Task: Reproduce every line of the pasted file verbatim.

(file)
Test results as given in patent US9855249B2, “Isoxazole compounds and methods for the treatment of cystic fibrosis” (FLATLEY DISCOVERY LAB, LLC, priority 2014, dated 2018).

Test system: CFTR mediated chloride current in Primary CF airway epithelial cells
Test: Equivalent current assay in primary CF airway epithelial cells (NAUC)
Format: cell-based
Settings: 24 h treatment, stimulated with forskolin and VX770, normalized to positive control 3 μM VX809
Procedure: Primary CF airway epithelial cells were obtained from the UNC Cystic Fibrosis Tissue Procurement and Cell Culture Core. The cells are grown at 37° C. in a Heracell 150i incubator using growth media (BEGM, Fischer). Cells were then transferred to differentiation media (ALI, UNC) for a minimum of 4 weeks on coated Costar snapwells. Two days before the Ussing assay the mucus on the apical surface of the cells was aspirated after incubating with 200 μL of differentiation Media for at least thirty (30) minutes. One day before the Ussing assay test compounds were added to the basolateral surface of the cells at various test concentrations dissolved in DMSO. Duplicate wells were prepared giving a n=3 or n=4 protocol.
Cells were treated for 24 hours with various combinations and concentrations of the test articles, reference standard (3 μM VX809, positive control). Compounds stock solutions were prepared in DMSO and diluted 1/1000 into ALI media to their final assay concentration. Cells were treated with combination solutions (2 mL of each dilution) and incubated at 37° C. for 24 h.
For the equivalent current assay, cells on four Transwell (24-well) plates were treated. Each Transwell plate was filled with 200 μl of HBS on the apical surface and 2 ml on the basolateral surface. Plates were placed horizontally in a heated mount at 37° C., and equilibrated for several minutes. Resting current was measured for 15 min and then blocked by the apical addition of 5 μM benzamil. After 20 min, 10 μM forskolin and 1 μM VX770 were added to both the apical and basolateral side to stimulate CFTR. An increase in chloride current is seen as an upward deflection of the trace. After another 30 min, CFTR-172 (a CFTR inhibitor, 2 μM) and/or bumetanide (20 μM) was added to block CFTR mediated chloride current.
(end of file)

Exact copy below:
Test results as given in patent US9855249B2, “Isoxazole compounds and methods for the treatment of cystic fibrosis” (FLATLEY DISCOVERY LAB, LLC, priority 2014, dated 2018).

Test system: CFTR mediated chloride current in Primary CF airway epithelial cells
Test: Equivalent current assay in primary CF airway epithelial cells (NAUC)
Format: cell-based
Settings: 24 h treatment, stimulated with forskolin and VX770, normalized to positive control 3 μM VX809
Procedure: Primary CF airway epithelial cells were obtained from the UNC Cystic Fibrosis Tissue Procurement and Cell Culture Core. The cells are grown at 37° C. in a Heracell 150i incubator using growth media (BEGM, Fischer). Cells were then transferred to differentiation media (ALI, UNC) for a minimum of 4 weeks on coated Costar snapwells. Two days before the Ussing assay the mucus on the apical surface of the cells was aspirated after incubating with 200 μL of differentiation Media for at least thirty (30) minutes. One day before the Ussing assay test compounds were added to the basolateral surface of the cells at various test concentrations dissolved in DMSO. Duplicate wells were prepared giving a n=3 or n=4 protocol.
Cells were treated for 24 hours with various combinations and concentrations of the test articles, reference standard (3 μM VX809, positive control). Compounds stock solutions were prepared in DMSO and diluted 1/1000 into ALI media to their final assay concentration. Cells were treated with combination solutions (2 mL of each dilution) and incubated at 37° C. for 24 h.
For the equivalent current assay, cells on four Transwell (24-well) plates were treated. Each Transwell plate was filled with 200 μl of HBS on the apical surface and 2 ml on the basolateral surface. Plates were placed horizontally in a heated mount at 37° C., and equilibrated for several minutes. Resting current was measured for 15 min and then blocked by the apical addition of 5 μM benzamil. After 20 min, 10 μM forskolin and 1 μM VX770 were added to both the apical and basolateral side to stimulate CFTR. An increase in chloride current is seen as an upward deflection of the trace. After another 30 min, CFTR-172 (a CFTR inhibitor, 2 μM) and/or bumetanide (20 μM) was added to block CFTR mediated chloride current.